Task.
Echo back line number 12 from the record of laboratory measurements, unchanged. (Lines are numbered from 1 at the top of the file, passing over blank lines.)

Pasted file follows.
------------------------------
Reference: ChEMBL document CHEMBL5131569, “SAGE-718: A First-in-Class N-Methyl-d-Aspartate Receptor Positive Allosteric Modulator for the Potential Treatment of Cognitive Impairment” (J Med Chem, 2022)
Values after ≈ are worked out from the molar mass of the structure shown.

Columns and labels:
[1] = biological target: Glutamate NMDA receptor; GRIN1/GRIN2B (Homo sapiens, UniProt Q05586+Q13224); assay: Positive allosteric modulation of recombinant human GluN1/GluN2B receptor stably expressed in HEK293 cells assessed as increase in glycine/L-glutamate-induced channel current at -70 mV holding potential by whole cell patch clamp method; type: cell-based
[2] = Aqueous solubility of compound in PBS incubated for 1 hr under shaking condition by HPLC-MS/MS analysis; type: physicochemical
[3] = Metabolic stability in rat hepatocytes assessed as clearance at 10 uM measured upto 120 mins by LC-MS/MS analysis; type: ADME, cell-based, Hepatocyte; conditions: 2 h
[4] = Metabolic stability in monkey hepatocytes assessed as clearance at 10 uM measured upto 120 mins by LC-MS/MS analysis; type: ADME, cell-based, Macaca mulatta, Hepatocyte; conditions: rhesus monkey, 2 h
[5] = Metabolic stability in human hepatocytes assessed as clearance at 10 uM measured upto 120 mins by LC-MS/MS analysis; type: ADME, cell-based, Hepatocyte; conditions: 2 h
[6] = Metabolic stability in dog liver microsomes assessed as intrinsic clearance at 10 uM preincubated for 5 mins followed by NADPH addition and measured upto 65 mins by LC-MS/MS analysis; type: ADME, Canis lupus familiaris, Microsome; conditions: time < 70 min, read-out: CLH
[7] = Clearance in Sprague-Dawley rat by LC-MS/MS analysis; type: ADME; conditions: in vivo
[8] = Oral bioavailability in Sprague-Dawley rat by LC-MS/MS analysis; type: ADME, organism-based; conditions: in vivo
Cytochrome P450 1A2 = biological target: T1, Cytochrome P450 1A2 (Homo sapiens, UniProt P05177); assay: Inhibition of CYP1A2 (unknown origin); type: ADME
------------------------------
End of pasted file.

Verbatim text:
Cytochrome P450 1A2 = biological target: T1, Cytochrome P450 1A2 (Homo sapiens, UniProt P05177); assay: Inhibition of CYP1A2 (unknown origin); type: ADME